Nothing will prevent this man from building his mosque and community center on one location if not on another. Whether he has the right to do it on this one is not the issue. The issue is the project's symbolic significance and whether it is appropriate. The argument that it isn't really "Ground Zero" because it's not literally on the footprint of the World Trade Center is disingenuous. It is close enough to be a true symbol of that event. The building that stood on that site was damaged by the landing gear that fell from one of the attacking planes. In a very real sense this is Ground Zero, and it is ground hallowed by history and by the lives of the people who died there. The nuns who built a convent on Auschwitz were not Nazis. They were just not sufficiently sensitive to the meaning of the location and the symbolism of what they did. The Pope had the grace to move the convent. If Rauf were a true peacemaker, truly more interested in building bridges than achieving notoriety, he would show similar grace here.
A final word about the debate and the depths to which it has descended. "Islamophobia" is one of the nicer words we have often heard from supporters of the mosque. The term is intellectually dishonest, and it is harmful. It means to equate criticism of Islam with hatred of Muslims. As I mentioned earlier, if we cannot separate the two, then we are doomed. People of good conscience and good will may have legitimate questions about Islam. What happened on 9/11 has forced those questions to the surface. Those questions need to be asked and they need to be debated. When atrocities are committed all over the world in the name of Islam, in virtually every single country that is a center of Islam, and when that violence starts spreading beyond the Muslim world, the argument that it's all the work of a tiny minority of "perverts" "hijacking" the religion will no longer fly. A "tiny minority" cannot have so much influence in so many places, including Iran, Iraq, Saudi Arabia, Pakistan, Egypt, Jordan, Syria, Lebanon, Yemen, Somalia, Turkey, and Afghanistan. At some point one may be forgiven for asking whether Islam's values and theocratic tendencies might have something to do with the violence, the persecution of women and religious minorities, and the embrace of extremism.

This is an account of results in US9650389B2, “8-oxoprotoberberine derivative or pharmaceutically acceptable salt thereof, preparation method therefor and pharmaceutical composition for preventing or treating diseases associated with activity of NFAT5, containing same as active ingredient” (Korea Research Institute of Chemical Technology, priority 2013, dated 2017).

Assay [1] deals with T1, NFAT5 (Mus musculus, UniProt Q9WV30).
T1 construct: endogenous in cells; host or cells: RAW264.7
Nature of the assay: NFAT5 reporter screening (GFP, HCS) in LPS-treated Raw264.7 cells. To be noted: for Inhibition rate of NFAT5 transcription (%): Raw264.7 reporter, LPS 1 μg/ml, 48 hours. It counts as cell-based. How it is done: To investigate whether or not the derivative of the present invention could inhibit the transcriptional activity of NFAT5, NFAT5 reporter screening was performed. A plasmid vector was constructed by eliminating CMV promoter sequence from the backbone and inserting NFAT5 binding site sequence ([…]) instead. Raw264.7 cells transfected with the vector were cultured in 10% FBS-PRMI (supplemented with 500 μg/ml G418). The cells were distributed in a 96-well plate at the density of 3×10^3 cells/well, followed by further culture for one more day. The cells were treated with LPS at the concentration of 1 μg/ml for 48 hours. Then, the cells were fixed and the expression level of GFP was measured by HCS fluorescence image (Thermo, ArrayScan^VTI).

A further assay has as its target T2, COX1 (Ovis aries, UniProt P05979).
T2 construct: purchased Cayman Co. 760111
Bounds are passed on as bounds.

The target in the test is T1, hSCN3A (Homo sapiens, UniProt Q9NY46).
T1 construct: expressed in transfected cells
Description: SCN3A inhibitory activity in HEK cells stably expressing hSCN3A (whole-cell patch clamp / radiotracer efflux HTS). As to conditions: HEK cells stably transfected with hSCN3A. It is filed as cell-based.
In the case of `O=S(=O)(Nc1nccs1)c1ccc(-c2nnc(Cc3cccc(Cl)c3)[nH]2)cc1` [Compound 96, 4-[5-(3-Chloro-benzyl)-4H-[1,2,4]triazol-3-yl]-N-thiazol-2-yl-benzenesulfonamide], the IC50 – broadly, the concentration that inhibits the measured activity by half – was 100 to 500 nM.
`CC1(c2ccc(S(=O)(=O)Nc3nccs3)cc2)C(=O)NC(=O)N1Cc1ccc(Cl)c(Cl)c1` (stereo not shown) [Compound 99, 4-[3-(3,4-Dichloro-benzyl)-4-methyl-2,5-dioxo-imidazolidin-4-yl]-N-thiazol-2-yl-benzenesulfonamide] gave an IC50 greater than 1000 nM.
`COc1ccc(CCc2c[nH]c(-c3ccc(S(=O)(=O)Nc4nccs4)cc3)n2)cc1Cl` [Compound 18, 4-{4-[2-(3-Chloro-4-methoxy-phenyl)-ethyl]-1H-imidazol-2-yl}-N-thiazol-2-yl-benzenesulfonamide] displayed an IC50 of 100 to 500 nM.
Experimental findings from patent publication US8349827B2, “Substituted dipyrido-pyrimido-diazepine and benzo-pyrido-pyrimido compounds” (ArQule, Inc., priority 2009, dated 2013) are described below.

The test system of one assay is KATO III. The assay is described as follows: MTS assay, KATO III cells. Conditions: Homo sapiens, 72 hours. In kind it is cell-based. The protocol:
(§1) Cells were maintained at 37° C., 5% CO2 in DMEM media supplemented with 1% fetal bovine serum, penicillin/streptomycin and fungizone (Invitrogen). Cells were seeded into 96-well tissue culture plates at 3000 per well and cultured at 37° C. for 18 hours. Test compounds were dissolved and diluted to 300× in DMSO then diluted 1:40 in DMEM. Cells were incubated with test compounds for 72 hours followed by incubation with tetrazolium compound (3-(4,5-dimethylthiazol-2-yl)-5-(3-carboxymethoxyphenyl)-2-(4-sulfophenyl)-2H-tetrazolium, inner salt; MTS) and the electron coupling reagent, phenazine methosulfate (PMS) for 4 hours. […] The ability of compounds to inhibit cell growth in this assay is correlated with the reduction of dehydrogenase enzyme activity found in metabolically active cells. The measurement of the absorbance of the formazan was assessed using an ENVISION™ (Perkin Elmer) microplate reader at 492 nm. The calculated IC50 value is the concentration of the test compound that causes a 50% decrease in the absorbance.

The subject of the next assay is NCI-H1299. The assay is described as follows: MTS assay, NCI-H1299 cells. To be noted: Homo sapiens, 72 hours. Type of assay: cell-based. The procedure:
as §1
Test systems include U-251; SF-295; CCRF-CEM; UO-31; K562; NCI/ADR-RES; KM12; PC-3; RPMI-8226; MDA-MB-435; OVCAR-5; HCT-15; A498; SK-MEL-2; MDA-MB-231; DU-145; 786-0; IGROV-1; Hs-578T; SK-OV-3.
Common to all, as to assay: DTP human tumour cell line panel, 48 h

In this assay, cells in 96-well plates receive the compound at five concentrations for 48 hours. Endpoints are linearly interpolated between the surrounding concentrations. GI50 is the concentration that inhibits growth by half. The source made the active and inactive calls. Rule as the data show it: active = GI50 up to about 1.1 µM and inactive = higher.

We must be allowed to discuss such issues. For too long Westerners have wanted to create Islam in their own image, in the misguided belief that all religions must be the same. The evidence has been steadily mounting that Islam will not conform to the Western image. What that means, whether it's good or whether it's bad, must be allowed for consideration. That is what should really be the meaning of the mosque protest. The true mosque protest must be a stand for tolerance. It must be a response to those who scream "Islamophobe!" telling them that Muslims are not Islam: they are people and they cannot be equated with the religion. There are good Muslims and bad Muslims just as there are good Christians and bad Christians and good Jews and bad Jews. Criticizing Islam does not and should not mean condemning Muslims. It means the willingness to recognize tendencies towards intolerance, and to root out of ourselves any similar tendencies. The true mosque protest must bring tolerance out of the appearance of intolerance, and must expose the intolerance behind the pretense of tolerance.
This is very hard to do. It takes real discipline to separate ideas from people, and to refrain from judging all people according to the ideas held by some. Those who yell "Islamophobe!" damn criticism of Islam as if it were hatred of Muslims. They conflate the religion with the people. By doing so, they encourage their opponents to do the same. By prohibiting an honest discussion of Islam and calling it bigotry, they leave no room to those who would question Islam except to play the role of bigot. And the resulting danger is that too many may become willing to play that role.
Western doubts about Islam are not going to disappear. There is too much historic basis for them. If we try to suppress those doubts, they will explode with destructive consequences. The only way to avoid that is to permit a free and rational discussion of religion in this country, exploring its implications for politics and society. This should include Islam but not be limited to it. Islam may encompass the most intense, widespread, and violent forms of intolerance in the world today, but intolerance is certainly not exclusive to Islam. The eruption over the mosque is a sign that this conversation is needed. We can choose to ignore the sign, but then should not be surprised when the next battle turns even uglier.
(1) Barr, Andy. "New Gingrich Compares Mosque to Nazis." Politico.com, August 16, 2010.
(2) Emerson, Steven. "Rauf Lecture Reveals Radicalism." Investigative Project on Terrorism, August 23, 2010.
(3) New York Post Editorial Staff. "The Cabby Attack." New York Post, August 26, 2010.
(4) Rauf, Feisal Abdul. What's Right with Islam: A New Vision for Muslims and the West. New York: HarperCollins, 2004.
Peace with Realism